Considering the necessity and the potential pitfalls, how should business leaders and organizations make good intuitive decisions? The following suggestions represent best practices for making strong intuitive decisions both individually and as an organization.

Understand the Decision Context

Framing an intuitive decision in the right context is important because intuitive decision-making has been found to be most appropriate when time is critical, information is scarce, the decision impact is high, and a decision can bring calmness to organizational change and chaos.[22] In fact, contingency scholars suggest that chaos scenarios call for an “act-sense-respond” decision pattern consistent with intuition.[23] [24] The three business examples previously discussed all qualify as chaotic situations suitable for intuitive decision-making. As leaders, we should ask what type of decision context we are operating under, and does the context fit with an intuitive model?

Rely on Expertise & Know Your Intuits

Intuition and expertise are tightly intertwined and most intuits operate from complex, domain specific, subconscious frameworks derived from years of experience to make judgments.[25] For this reason, it is important for organizations to have a human capital inventory of expertise. Does the organization know who its best intuits are, and do they engage those individuals in VUCA decision scenarios? This question is critical for developing organizational intuitive decision-making capacity in VUCA environments. In addition, the use of multiple intuits helps to mitigate the previously discussed biases to increase decision integrity. Organizations should pursue an “all-hands-on-deck” approach to intuitive decision-making that relies on the company’s collective internal expertise.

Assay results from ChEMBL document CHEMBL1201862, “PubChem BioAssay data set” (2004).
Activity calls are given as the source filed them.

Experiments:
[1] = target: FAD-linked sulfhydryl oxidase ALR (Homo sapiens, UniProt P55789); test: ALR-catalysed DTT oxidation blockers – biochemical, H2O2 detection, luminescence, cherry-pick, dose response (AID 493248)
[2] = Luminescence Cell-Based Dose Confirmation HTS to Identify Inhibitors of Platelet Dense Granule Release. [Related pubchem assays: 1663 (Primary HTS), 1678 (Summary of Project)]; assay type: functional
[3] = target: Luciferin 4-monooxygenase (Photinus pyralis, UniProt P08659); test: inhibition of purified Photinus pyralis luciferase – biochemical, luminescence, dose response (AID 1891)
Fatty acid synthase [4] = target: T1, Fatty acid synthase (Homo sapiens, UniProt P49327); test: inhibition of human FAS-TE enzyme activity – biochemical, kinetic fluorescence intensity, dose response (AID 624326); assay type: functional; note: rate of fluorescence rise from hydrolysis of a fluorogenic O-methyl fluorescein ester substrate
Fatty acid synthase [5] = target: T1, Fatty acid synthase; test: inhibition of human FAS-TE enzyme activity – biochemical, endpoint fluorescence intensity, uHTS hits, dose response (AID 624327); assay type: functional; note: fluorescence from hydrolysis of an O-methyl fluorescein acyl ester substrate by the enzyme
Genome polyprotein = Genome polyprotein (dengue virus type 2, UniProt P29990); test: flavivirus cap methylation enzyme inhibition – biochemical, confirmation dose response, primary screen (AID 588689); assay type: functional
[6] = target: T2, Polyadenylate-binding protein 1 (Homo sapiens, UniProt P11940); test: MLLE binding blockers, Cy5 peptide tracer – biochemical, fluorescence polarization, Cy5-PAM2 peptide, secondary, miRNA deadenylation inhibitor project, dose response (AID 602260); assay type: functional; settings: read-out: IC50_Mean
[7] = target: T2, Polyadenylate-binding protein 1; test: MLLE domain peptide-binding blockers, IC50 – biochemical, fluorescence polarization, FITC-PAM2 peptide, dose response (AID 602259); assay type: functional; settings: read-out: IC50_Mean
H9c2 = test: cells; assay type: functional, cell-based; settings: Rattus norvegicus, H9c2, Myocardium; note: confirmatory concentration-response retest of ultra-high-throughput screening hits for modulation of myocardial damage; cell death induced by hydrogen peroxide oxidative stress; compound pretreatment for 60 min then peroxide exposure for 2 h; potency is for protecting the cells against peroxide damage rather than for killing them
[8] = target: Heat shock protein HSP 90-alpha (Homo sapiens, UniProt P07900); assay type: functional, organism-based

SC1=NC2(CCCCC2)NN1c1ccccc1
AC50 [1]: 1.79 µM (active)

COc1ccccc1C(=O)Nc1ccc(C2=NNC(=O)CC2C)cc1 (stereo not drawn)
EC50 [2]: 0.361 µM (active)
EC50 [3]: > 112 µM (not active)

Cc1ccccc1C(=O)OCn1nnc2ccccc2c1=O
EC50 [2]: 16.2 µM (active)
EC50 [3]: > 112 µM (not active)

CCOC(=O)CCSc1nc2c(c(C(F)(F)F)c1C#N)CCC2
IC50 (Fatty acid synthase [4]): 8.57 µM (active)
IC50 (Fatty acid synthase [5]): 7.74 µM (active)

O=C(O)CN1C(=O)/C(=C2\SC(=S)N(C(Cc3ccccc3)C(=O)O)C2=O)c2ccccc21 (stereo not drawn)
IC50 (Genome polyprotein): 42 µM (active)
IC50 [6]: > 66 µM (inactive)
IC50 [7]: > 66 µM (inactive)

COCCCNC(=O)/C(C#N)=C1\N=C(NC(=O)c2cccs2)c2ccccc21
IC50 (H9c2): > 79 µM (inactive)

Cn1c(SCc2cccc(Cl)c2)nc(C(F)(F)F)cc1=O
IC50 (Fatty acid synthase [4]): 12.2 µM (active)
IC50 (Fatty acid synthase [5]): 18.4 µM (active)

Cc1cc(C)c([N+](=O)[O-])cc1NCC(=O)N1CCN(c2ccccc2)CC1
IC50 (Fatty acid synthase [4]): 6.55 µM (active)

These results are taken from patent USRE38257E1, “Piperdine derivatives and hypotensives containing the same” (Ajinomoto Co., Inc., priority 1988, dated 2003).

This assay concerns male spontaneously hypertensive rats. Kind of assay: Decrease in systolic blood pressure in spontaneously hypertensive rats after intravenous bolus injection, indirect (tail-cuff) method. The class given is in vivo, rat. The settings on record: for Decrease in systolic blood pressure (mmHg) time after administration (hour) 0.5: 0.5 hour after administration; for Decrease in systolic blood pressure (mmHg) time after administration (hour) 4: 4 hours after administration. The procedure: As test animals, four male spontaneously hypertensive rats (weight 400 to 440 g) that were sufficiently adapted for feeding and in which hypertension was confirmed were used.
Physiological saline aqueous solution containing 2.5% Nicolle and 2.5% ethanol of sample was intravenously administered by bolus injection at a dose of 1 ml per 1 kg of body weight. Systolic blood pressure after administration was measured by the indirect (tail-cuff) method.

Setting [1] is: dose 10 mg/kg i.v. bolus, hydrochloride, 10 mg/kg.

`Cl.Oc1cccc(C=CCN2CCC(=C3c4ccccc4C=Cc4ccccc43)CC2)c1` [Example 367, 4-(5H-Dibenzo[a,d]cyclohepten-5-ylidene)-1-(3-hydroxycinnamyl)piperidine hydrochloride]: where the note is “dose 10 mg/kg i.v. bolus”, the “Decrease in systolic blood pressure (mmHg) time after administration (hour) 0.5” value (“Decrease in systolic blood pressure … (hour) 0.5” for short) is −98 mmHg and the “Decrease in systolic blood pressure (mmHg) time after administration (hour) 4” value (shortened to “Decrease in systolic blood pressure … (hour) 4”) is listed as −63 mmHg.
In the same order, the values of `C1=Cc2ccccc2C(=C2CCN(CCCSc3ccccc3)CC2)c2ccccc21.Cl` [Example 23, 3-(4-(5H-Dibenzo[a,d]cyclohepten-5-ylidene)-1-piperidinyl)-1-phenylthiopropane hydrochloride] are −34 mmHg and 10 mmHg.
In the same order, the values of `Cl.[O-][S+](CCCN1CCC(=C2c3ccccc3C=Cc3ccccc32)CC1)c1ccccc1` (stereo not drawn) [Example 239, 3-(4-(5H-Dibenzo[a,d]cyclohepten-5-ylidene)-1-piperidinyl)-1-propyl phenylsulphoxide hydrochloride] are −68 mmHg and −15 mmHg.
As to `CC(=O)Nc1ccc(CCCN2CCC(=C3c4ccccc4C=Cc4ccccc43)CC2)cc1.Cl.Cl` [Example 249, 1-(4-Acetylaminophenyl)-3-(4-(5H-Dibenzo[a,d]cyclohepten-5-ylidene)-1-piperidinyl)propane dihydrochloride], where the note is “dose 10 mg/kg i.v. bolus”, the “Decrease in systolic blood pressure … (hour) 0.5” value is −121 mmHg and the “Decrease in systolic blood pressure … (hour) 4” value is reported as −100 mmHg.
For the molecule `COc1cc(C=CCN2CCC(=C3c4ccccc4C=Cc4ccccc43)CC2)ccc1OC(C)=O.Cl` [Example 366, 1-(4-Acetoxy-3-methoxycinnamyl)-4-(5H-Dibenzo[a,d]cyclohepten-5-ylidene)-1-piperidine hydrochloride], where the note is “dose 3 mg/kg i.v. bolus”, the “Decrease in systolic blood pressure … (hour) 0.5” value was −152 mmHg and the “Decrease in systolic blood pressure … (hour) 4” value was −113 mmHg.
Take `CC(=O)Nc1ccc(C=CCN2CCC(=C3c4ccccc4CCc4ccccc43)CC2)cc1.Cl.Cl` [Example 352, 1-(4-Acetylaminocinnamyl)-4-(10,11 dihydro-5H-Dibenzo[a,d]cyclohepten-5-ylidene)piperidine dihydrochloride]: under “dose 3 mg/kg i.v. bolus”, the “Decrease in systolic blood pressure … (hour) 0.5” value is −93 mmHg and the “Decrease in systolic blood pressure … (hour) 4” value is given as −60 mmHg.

Practice Intuiting

Leaders and organizations that consistently practice intuitive decision-making are better equipped to handle VUCA scenarios.[26] Intuition should be disciplined. In addition, intuition ideally utilizes a probing approach that is conducive to organizational learning. Good intuits explore their intuitive judgments in limited and controlled ways to test the validity of decisions with fast feedback loops.[27] The organizational practice of intuiting should become a norm. Organizations that suppress intuition in decision-making will find it difficult to use this skill when they need it.[28] Therefore, developing the organizational capacity to use intuitive decision-making should be an ongoing effort so that when VUCA scenarios arise, the company is accustomed to exercising the intuitive muscle. When it comes to intuitive decision-making, practice improves performance.